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DENVER -- A group of parents say their children are being discriminated against with the lunches served at their Southwest Denver schools.
Around 50 moms teamed up with Padres & Jovenes Unidos to research school lunches served at 16 Denver Public Schools.
With support from the district, the moms went to eight schools within Southwest Denver, predominantly composed of low-income students, and eight schools around Cherry Creek and Park Hill, known as more affluent areas.
“We can see a big difference in what they serve to the students,” said Gloria Borunda, who organized the study. Borunda and others snapped pictures of the different lunches, comparing schools.
While the district serves the same menu at every school, Borunda said the difference was apparent.
“The quality of the food that they serve in our areas is poorer than the quality of the food they're serving in other schools like Cherry Creek, Park Hill,” she said, “where the most of the students are white.”
The project began after an 8th grader contacted Padres & Jovenes Unidos expressing concern over a recent lunch she’d taken a picture of.
The picture shows frozen strawberries next to what she describes as burned bread and undercooked meat.
“I mean, I definitely don’t want that to be the food that the students are seeing,” said Theresa Hafner, executive director of Enterprise Management for Denver Public Schools, “and I definitely don’t' want that to be the food the parents think students are getting.”
Hafner said they fully supported the group’s request to compare meals and are now working on bringing changes after seeing the results.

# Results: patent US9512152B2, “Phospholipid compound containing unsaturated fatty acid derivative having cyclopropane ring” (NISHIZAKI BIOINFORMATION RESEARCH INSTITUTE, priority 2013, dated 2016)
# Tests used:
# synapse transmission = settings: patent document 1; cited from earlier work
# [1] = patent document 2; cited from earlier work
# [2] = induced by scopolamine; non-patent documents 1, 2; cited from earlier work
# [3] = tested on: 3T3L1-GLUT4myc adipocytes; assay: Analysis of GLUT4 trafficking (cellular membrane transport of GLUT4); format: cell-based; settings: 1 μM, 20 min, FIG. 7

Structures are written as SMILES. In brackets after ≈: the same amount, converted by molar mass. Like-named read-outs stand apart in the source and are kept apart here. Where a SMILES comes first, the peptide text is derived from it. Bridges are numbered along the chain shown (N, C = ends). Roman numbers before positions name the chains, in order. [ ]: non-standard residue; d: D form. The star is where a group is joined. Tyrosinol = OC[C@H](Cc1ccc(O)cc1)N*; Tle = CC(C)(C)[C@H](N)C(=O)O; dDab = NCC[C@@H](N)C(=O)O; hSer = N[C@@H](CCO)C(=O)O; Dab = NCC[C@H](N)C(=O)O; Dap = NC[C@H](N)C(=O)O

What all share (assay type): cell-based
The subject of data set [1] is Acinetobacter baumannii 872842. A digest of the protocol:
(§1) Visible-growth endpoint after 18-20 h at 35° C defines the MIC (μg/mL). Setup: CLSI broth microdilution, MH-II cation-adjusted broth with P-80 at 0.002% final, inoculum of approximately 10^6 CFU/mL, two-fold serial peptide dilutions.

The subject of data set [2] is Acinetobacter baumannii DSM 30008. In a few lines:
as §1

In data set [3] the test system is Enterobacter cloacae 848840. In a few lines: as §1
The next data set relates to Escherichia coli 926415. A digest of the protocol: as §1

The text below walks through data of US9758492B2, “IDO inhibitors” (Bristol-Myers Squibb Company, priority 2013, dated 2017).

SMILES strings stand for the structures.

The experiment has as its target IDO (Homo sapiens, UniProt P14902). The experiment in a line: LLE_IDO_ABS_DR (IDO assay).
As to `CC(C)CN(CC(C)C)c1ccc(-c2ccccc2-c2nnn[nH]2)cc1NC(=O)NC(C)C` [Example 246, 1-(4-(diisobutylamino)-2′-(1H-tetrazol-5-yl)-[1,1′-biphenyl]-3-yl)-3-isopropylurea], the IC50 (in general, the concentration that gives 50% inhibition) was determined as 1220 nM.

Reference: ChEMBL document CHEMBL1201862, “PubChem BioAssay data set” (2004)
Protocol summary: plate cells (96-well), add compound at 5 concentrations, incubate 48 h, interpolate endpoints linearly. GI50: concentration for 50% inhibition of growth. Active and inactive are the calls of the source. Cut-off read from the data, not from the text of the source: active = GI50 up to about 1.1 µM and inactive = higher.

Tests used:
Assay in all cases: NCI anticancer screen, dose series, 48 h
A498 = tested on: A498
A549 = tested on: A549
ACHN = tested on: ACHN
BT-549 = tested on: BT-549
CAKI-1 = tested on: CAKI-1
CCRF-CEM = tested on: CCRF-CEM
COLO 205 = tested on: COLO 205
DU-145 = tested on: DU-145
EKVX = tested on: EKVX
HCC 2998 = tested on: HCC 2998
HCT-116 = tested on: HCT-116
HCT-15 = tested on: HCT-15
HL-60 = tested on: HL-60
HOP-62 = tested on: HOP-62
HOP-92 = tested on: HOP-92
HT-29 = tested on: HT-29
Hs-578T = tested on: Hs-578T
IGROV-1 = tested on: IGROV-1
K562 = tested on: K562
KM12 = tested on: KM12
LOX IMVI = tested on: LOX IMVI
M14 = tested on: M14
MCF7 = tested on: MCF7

“We're doing a lot more qc (quality control) on this now that some of these issues have been brought to our attention.”
However, she doesn’t think the meals reflect any type of discrimination.
“I really don't think that one side of town takes more pride in their product than another side of town,” she said.
Hafner said that the cooks alternate working at schools around the district and that she’s noticed similar challenges in schools that aren’t considered low-income.
“I'm glad the parents brought it to our attention so we can continue to make improvements,” she said.
However, for the moms who talked to Denver7, it’s hard not to think there is a difference between the schools and how they’re serving their students.
“It's very sad, angering, frustrating to see that we are served such low-quality food,” said Ana Maria Muñoz, “whereas in schools where people are wealthier, more affluent, they have much better food.”
While they’re grateful the district is willing to listen, they hope their pictures and experience will also bring change.
“All we want is equity,” said Borunda, “if they do a good job in other schools, we want to see the same in our schools.”